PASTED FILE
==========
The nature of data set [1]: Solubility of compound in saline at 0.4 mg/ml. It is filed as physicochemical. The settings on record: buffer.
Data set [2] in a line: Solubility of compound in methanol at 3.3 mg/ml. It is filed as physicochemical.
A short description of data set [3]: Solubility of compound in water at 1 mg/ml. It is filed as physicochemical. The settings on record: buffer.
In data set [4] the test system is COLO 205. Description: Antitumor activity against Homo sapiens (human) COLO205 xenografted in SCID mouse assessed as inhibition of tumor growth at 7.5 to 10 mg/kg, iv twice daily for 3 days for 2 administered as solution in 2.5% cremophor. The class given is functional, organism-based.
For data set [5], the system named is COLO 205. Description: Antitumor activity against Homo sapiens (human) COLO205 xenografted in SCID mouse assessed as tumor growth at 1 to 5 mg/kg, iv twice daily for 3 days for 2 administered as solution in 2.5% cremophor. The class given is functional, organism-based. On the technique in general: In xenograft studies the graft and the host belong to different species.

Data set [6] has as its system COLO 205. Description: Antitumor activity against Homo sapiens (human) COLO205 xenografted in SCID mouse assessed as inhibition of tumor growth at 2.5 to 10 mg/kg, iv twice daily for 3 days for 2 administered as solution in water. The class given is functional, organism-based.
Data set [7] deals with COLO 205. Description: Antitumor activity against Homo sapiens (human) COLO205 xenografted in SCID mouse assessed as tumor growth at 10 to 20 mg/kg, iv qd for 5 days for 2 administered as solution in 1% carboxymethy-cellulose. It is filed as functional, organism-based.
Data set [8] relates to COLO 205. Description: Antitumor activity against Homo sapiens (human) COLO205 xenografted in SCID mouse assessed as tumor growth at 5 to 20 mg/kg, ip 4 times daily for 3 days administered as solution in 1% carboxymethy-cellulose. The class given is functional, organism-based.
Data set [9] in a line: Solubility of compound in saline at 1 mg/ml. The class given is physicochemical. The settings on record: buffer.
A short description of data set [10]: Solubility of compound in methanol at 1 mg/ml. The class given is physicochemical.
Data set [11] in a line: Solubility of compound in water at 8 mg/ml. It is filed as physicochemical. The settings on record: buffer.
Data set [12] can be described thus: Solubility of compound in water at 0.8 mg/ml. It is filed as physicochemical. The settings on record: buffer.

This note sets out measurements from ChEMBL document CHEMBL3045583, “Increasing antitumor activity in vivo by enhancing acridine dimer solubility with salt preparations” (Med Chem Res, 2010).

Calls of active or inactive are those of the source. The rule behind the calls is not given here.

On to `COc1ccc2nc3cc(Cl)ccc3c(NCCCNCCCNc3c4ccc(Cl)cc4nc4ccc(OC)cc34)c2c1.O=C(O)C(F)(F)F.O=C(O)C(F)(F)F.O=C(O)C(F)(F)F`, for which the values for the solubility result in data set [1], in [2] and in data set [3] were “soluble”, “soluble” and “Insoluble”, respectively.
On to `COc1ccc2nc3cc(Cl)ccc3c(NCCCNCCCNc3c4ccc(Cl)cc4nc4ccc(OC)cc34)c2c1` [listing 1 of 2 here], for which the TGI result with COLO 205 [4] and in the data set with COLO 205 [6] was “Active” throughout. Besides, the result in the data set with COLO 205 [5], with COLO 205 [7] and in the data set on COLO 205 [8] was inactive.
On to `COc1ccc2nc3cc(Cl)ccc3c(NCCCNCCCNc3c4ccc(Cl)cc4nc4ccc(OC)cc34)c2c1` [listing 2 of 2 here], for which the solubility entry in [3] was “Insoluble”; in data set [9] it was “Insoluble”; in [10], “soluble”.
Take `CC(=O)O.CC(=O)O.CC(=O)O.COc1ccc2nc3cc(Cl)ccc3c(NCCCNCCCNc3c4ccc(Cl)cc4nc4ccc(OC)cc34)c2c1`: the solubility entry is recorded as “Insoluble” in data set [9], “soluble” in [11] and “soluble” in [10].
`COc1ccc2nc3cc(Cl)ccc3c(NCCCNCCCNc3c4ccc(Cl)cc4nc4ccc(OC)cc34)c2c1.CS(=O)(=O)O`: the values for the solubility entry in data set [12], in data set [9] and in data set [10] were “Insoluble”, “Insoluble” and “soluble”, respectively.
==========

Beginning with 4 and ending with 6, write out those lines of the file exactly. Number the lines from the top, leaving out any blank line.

In data set [4] the test system is COLO 205. Description: Antitumor activity against Homo sapiens (human) COLO205 xenografted in SCID mouse assessed as inhibition of tumor growth at 7.5 to 10 mg/kg, iv twice daily for 3 days for 2 administered as solution in 2.5% cremophor. The class given is functional, organism-based.
For data set [5], the system named is COLO 205. Description: Antitumor activity against Homo sapiens (human) COLO205 xenografted in SCID mouse assessed as tumor growth at 1 to 5 mg/kg, iv twice daily for 3 days for 2 administered as solution in 2.5% cremophor. The class given is functional, organism-based. On the technique in general: In xenograft studies the graft and the host belong to different species.

Data set [6] has as its system COLO 205. Description: Antitumor activity against Homo sapiens (human) COLO205 xenografted in SCID mouse assessed as inhibition of tumor growth at 2.5 to 10 mg/kg, iv twice daily for 3 days for 2 administered as solution in water. The class given is functional, organism-based.